(Reuters) - New Orleans can remove several high-profile monuments honoring leaders of the Confederacy, a U.S. appeals court has ruled, but critics of the decision vowed on Tuesday to keep fighting to retain them.
New Orleans Mayor Mitch Landrieu said he was beginning the removal process after the U.S. Fifth Circuit Court of Appeals on Monday lifted an injunction halting such action.
The monuments honor Robert E. Lee, Jefferson Davis and P.G.T. Beauregard - leaders of the Confederacy in the pro-slavery South during the U.S. Civil War.
Confederate flags and other symbols have been removed from civic centers across the United States over the last two years following criticism that the displays foster racism.
The New Orleans city council voted in 2015 to remove the Confederate memorials, following the shooting deaths of nine black churchgoers in South Carolina.
The city plans to move them into storage and eventually create a park or museum to display them in context.
The three-judge panel noted its ruling did not address how communities should “memorialize, preserve, and acknowledge their distinct histories.”
“Wise or unwise, the ultimate determination made here, by all accounts, followed a robust democratic process,” it noted.
To some New Orleans residents, the monuments symbolize heritage, not hate.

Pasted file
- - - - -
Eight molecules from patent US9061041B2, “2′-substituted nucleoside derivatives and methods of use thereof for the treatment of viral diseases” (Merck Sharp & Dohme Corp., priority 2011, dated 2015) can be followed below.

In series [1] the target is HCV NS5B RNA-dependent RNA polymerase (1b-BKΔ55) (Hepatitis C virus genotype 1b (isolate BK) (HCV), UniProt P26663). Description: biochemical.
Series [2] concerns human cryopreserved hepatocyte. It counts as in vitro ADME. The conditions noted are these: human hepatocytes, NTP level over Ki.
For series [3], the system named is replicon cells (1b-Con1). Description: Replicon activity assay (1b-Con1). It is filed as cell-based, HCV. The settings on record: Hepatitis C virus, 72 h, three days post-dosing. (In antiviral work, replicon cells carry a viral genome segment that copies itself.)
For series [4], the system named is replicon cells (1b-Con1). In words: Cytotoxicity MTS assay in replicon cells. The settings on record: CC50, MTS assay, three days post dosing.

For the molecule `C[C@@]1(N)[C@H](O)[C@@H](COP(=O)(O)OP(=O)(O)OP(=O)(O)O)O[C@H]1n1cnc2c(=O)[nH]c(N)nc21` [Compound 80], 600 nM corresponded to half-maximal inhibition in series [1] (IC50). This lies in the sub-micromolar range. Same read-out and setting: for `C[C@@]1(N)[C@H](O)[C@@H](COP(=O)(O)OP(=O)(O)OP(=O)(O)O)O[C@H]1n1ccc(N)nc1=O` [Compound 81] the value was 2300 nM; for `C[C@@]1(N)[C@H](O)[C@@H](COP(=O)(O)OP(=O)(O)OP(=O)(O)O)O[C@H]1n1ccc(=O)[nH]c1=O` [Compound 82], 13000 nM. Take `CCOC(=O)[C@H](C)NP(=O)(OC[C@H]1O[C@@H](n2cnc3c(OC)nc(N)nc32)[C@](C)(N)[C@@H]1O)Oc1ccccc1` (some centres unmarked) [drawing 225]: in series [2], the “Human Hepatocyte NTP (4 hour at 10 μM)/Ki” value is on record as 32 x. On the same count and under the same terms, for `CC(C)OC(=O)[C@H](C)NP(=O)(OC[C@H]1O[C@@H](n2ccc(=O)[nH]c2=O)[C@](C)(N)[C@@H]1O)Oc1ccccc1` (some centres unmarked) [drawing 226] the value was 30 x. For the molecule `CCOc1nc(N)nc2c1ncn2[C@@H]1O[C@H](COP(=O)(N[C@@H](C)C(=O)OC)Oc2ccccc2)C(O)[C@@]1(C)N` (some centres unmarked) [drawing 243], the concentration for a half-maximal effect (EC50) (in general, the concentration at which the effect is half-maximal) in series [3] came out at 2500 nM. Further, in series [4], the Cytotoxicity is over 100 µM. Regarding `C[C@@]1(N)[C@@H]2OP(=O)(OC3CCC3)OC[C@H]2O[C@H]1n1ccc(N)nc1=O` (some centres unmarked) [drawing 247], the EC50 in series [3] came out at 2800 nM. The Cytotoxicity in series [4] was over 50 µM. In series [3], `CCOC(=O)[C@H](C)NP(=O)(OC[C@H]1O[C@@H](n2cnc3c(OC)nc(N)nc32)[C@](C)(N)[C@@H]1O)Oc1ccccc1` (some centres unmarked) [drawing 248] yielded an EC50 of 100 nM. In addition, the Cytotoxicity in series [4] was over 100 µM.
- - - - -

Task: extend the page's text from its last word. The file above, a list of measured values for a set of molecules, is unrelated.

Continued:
Several organizations involved in historic preservation have fought the removal, proposing instead to add signage explaining context and erect new monuments recognizing additional community leaders.
“We think that’s the answer: Not to denigrate any cultural heritage group, but just to add to the diversity which makes New Orleans so great,” said Pierre McGraw, president of the Monumental Task Committee Inc, a volunteer group that has maintained city monuments for nearly three decades.
He noted his organization, along with several others, still has litigation pending in lower courts and is weighing legal options. There is also discussion about state legislation.
“We’re not giving up,” McGraw said in a telephone interview.
City officials did not immediately share details about the timing of the removal. The mayor said after Monday’s ruling that bids for removal would be released within a day. Proceedings are more complicated for a fourth targeted monument to a post-Civil War violent insurrection led by whites.
“Moving the location of these monuments — from prominent public places in our city where they are revered to a place where they can be remembered — changes only their geography, not our history,” Landrieu said in a statement on Monday.
Reporting by Letitia Stein in Tampa, Fla.; Editing by Matthew Lewis